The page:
The concept for a synagogue dedicated to the LBGT community was born in 1973. It has had a long and rich history since then, culminating in the opening of Congregation Beit Simchat Torah in April 2016. After forty-three years of wandering in Manhattan - and gathering thousands of supporters along the way - the congregation has finally found its home on the ground floor of a beautiful 1928 landmarked building, the Cass Gilbert.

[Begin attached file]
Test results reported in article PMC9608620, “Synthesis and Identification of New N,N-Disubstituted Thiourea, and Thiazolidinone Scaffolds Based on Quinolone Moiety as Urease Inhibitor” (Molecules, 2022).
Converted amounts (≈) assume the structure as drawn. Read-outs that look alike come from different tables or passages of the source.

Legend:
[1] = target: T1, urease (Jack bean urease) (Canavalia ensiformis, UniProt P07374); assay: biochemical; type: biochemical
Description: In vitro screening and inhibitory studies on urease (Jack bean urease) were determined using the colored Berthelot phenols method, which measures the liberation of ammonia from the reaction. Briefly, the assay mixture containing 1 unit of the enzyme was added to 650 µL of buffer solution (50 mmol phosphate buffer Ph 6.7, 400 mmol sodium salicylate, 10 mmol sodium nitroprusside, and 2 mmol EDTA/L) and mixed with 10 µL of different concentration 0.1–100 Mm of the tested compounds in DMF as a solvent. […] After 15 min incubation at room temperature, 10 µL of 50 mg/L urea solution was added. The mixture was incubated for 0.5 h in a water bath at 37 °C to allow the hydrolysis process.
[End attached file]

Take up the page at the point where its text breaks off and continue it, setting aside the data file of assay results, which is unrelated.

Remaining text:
Having visited a multitude of magnificent old world synagogues on the side streets, it was refreshing to enter a brand new, contemporary sanctuary. There is no stained glass, ornate decorations, or elaborate arks. The color scheme is a simple burgundy and dark blue with light, natural wood benches for seating. Every detail and accent was carefully thought out by a group of congregants together with the architect, Aari Ludvigsen. I repeatedly heard stories from the staff about what each piece represented and the history behind it. The ark is a true piece of art: There is a skylight above it, allowing the sun to shine down. Upon opening the doors, an iridescent braided piece of fabric is revealed. Behind that, a magnificent Moroccan brocade curtain opens to display the five Torahs, including one that survived the Holocaust. As Chaz Macrina, our tour guide, said, "Everything in the temple has a meaningful reason for being here."